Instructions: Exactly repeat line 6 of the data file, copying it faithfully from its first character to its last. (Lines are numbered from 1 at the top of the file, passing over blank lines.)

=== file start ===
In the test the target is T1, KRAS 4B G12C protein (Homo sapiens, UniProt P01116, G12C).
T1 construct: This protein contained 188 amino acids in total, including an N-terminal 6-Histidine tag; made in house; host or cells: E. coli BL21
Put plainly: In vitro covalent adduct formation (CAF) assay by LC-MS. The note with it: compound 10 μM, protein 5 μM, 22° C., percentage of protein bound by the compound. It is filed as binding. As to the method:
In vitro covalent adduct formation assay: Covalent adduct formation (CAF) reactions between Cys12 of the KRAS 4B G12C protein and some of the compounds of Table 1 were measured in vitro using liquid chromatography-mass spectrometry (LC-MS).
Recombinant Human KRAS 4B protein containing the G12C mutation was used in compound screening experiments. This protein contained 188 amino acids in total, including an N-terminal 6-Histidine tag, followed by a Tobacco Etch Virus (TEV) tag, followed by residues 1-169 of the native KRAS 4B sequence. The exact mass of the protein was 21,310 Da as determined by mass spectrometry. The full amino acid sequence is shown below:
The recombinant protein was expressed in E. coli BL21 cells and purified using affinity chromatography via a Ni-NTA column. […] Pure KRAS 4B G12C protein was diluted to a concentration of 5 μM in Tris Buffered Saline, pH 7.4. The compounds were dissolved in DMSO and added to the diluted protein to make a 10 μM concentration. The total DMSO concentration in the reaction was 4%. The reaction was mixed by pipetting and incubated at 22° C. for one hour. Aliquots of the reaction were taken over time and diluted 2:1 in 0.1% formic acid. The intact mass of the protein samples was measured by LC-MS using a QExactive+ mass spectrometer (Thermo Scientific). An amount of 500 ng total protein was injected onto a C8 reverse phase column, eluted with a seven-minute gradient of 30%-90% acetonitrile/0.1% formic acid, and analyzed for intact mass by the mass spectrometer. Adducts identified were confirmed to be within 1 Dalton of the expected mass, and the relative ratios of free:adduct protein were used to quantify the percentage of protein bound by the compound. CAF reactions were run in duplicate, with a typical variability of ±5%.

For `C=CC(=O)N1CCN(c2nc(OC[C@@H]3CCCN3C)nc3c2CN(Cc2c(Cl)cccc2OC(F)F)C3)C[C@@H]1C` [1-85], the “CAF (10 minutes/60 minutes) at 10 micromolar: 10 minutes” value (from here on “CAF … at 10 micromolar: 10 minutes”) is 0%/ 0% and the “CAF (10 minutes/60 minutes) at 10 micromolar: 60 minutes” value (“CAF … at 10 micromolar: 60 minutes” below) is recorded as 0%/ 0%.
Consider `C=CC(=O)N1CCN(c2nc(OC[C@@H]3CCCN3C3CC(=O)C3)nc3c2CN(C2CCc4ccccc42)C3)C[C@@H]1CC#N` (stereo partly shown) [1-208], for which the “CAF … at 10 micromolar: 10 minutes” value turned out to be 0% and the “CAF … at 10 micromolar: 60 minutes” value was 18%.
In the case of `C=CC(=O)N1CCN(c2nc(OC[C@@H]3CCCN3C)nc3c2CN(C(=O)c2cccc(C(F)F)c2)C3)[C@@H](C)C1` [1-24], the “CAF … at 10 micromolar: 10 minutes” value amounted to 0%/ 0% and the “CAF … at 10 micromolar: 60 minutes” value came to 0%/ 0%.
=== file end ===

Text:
The recombinant protein was expressed in E. coli BL21 cells and purified using affinity chromatography via a Ni-NTA column. […] Pure KRAS 4B G12C protein was diluted to a concentration of 5 μM in Tris Buffered Saline, pH 7.4. The compounds were dissolved in DMSO and added to the diluted protein to make a 10 μM concentration. The total DMSO concentration in the reaction was 4%. The reaction was mixed by pipetting and incubated at 22° C. for one hour. Aliquots of the reaction were taken over time and diluted 2:1 in 0.1% formic acid. The intact mass of the protein samples was measured by LC-MS using a QExactive+ mass spectrometer (Thermo Scientific). An amount of 500 ng total protein was injected onto a C8 reverse phase column, eluted with a seven-minute gradient of 30%-90% acetonitrile/0.1% formic acid, and analyzed for intact mass by the mass spectrometer. Adducts identified were confirmed to be within 1 Dalton of the expected mass, and the relative ratios of free:adduct protein were used to quantify the percentage of protein bound by the compound. CAF reactions were run in duplicate, with a typical variability of ±5%.